Judgment affirmed.

Moyer, C.J., and Pfeifer, Lanzinger, and Cupp, JJ., concur.

Stratton and O'Donnell, JJ., dissent.

O'DONNELL, J. dissenting.

{ 25} I respectfully dissent. The plain language of R.C. 4123.512 states that it applies retroactively and division (D), at issue here, is remedial, rather than substantive, in nature. Accordingly, my view of this statutory application differs from the majority.

{ 26} R.C. 1.48 provides: "A statute is presumed to be prospective in its operation unless expressly made retrospective." See Van Fossen v. Babcock Wilcox Co. (1988), 36 Ohio St.3d 100, 105, 522 N.E.2d 489. While Section 28, Article II of the Ohio Constitution prohibits the retroactive impairment of vested substantive rights, the General Assembly may make retroactive any legislation that is merely remedial in nature. State v. Consilio, 114 Ohio St.3d 295, 2007-Ohio-4163, 871 N.E.2d 1167, 9, citing State v. LaSalle, 96 Ohio St.3d 178, 2002-Ohio-4009, 772 N.E.2d 1172, 13, and State ex rel. Slaughter v. Indus. Comm. (1937), 132 Ohio St. 537, 542, 8 O.O. 531, 9 N.E.2d 505. Thus, courts apply a two-part test to evaluate whether statutes may be applied retroactively. First, the court determines as a threshold matter whether the statute is expressly made retroactive. Consilio at 10, citing LaSalle, 96 Ohio St.3d 178, 2002-Ohio-4009, 772 N.E.2d 1172, 14, citing Van Fossen, 36 Ohio St.3d 100, 522 N.E.2d 489, at paragraphs one and two of the syllabus. Then, if the statute is clearly retroactive, the court determines whether it is substantive or remedial in nature. Consilio at 10, citing LaSalle at 14.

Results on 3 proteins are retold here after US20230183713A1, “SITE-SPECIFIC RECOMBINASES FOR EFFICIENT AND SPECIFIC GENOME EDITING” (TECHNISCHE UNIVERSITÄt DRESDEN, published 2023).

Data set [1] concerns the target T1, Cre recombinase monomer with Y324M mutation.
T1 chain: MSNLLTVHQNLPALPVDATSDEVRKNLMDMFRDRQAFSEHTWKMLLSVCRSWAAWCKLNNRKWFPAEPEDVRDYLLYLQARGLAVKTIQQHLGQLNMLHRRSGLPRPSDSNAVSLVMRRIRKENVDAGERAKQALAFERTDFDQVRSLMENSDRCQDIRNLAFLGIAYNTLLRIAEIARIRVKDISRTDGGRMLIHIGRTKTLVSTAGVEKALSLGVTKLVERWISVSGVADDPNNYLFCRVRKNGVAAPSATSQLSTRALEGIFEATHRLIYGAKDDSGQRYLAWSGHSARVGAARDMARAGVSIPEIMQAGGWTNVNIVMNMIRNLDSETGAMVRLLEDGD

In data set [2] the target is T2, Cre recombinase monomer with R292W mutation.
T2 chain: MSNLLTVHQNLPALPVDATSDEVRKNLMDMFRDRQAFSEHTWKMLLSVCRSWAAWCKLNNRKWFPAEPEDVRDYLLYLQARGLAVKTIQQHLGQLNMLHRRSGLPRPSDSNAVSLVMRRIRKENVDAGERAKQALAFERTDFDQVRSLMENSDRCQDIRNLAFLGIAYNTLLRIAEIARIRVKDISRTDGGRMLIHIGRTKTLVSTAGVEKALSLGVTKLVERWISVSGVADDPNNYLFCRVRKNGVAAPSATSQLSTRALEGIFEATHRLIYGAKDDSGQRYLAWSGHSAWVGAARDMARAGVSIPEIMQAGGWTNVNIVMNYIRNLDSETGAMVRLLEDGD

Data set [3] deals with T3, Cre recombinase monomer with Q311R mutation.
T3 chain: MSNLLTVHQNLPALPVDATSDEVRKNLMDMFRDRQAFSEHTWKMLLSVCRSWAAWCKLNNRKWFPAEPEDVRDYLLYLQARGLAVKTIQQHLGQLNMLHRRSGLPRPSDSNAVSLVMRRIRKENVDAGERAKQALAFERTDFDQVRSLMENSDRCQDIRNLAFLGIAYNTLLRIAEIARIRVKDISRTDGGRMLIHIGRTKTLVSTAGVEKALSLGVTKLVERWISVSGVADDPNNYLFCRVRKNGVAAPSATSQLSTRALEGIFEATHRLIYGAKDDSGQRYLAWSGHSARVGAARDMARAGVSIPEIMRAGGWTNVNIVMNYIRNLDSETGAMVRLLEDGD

{ 27} Here, R.C. 4123.512(H) states: